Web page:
Borate Scientific Studies

brajgreg

Well-known member
Apr 28, 2012
72
Houston, TX
I read this by JasonLion in the Borates sticky:

"Borates inhibit algae growth, improve the feel and appearance of the water, buffer PH, and reduce chlorine consumption. The reduction in chlorine demand varies from pool to pool. Borates prevent algae from getting started, so you don't use up chlorine killing off the algae. In some pools that is constantly happening and borates make a large difference, in other pools algae doesn't grow much for other reasons and borates make little difference."

I respect Jason's intelligence (as well as many others in the forums). But I see a lot of things on the internet these days that have no scientific backing so I'm wondering if this has any science behind it--a study to show how it does any of those things. Basically, is there anything other than anecdotal evidence, even if it's from a lot of people, that says this is true? Could be a lot of what one might call the placebo effect going on here.

Please, take no offense to my question here. I'm only wanting a little scientific evidence before I go to the trouble/expense.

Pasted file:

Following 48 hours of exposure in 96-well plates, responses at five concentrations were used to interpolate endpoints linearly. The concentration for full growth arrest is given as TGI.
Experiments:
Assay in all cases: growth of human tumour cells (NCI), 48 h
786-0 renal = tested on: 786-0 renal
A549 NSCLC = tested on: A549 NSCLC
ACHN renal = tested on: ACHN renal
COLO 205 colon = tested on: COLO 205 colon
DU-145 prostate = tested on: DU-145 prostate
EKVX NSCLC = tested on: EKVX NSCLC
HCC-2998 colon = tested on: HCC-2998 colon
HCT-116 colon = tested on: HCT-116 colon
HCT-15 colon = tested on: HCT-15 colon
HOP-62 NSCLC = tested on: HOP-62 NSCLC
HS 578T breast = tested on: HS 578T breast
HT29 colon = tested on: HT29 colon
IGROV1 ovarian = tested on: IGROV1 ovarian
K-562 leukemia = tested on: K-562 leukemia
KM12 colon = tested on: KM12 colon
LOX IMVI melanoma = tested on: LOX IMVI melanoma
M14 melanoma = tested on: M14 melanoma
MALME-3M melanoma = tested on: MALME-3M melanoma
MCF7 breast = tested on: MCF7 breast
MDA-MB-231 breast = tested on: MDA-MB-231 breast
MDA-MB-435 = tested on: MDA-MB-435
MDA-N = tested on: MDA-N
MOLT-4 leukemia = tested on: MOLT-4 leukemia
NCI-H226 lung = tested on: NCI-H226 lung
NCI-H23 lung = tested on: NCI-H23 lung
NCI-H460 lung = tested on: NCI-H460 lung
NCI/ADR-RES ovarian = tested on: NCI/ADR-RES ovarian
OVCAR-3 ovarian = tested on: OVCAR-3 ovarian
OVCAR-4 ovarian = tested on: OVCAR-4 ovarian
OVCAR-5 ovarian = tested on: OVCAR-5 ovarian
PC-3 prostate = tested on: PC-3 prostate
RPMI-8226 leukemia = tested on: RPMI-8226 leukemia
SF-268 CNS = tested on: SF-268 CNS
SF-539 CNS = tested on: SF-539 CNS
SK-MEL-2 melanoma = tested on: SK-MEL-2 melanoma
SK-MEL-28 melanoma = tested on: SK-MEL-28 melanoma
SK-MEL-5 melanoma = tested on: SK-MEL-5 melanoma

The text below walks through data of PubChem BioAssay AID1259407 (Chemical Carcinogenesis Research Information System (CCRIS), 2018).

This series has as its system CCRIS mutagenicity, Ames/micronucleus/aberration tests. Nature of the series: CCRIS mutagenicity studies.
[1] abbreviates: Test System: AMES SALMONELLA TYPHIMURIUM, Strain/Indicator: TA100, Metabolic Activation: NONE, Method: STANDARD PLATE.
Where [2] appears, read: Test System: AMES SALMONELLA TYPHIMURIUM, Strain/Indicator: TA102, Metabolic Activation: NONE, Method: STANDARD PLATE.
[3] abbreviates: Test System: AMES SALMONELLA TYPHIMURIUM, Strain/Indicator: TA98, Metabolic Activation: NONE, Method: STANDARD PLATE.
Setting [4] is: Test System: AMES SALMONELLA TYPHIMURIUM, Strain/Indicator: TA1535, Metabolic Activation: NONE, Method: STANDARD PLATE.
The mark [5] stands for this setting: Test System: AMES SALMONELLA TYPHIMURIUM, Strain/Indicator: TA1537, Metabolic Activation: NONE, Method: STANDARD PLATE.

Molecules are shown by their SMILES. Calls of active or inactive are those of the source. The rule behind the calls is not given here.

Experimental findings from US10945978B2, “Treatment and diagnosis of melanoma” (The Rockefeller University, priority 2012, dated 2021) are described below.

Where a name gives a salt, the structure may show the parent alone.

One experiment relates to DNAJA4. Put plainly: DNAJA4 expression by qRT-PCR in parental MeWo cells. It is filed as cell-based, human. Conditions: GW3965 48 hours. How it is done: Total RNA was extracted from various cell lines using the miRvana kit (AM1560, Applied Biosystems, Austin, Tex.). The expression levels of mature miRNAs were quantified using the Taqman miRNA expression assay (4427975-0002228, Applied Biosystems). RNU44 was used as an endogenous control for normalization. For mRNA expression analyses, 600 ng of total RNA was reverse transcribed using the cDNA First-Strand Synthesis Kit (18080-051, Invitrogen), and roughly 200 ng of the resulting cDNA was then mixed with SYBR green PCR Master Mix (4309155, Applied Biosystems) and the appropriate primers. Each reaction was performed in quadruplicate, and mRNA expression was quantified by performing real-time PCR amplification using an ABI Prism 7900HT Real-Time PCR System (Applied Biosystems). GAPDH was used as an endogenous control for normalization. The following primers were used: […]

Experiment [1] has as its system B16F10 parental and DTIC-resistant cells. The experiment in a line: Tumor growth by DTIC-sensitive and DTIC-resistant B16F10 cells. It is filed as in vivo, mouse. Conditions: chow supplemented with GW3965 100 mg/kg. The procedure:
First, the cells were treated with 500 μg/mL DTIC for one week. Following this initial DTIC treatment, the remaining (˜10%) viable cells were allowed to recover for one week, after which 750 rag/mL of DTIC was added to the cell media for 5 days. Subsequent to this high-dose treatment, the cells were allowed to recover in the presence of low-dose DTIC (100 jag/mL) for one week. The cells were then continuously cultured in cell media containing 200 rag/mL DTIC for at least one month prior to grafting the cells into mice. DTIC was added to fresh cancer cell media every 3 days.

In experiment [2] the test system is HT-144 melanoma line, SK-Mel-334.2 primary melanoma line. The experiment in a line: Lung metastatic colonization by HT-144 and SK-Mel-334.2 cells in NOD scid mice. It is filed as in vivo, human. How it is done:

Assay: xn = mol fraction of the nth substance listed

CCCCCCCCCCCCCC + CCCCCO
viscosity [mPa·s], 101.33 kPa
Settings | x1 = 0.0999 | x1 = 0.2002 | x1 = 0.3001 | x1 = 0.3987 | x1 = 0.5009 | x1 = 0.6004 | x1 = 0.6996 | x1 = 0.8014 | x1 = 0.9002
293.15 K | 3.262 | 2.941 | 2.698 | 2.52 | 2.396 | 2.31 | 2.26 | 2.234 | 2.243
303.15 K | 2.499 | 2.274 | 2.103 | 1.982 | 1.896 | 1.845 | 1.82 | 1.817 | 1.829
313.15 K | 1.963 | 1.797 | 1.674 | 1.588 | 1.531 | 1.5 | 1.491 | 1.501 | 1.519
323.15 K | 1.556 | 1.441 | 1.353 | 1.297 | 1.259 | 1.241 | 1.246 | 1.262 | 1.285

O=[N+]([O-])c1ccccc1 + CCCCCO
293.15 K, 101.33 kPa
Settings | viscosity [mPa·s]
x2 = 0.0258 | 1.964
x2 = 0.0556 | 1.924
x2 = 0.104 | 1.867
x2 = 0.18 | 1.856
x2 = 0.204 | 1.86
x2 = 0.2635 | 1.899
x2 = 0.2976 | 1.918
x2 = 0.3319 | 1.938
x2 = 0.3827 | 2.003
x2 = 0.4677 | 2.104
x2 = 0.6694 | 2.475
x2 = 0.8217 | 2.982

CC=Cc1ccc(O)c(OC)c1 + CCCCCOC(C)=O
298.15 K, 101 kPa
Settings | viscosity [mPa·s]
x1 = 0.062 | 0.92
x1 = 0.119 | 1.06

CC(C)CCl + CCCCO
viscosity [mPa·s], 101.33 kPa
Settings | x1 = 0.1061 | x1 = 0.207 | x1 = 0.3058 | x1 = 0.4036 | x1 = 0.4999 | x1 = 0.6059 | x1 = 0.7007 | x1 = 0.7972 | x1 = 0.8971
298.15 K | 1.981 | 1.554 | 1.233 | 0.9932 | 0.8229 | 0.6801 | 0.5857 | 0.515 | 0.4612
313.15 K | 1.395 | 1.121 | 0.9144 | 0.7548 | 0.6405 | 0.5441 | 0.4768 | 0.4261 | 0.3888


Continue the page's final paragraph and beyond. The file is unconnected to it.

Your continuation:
Donldson

TFP Expert
LifeTime Supporter
In The Industry
Jun 12, 2009
3,699
NW Ohio
A quick search of the forum brought up this post from Chem Geek including with a link to a study showing the algae inhibiting properties of borates: Suggested Borate Levels

All the other claims mentioned are well documented but the exact chemical reasons for the pH buffering and feel/appearance are beyond my understanding, others can cover that if they like. I will say it is unlikely that a pool that is properly managed to the FC/CYA ratio will see a significant reduction in chlorine use. A good chunk of the chlorine lost in an outdoor pool is burnt off by sunlight and the borates will do nothing for that. Otherwise though the statements made by JasonLion are correct and verifiable.
 

brajgreg

Well-known member
Apr 28, 2012
72
Houston, TX
That's my point. A lot of people say these things are "correct" based on anecdotal evidence, but the only thing I've seen (I had already seen a different study but thanks for the one you posted) that's scientific is the algaestatic properties. I guess maybe the reduction in chlorine could be argued if you took it over the long term since you shouldn't have to use additional chlorine for algae... And it "improves the appearance of the water." That's impossible to quantify, but it sounds good!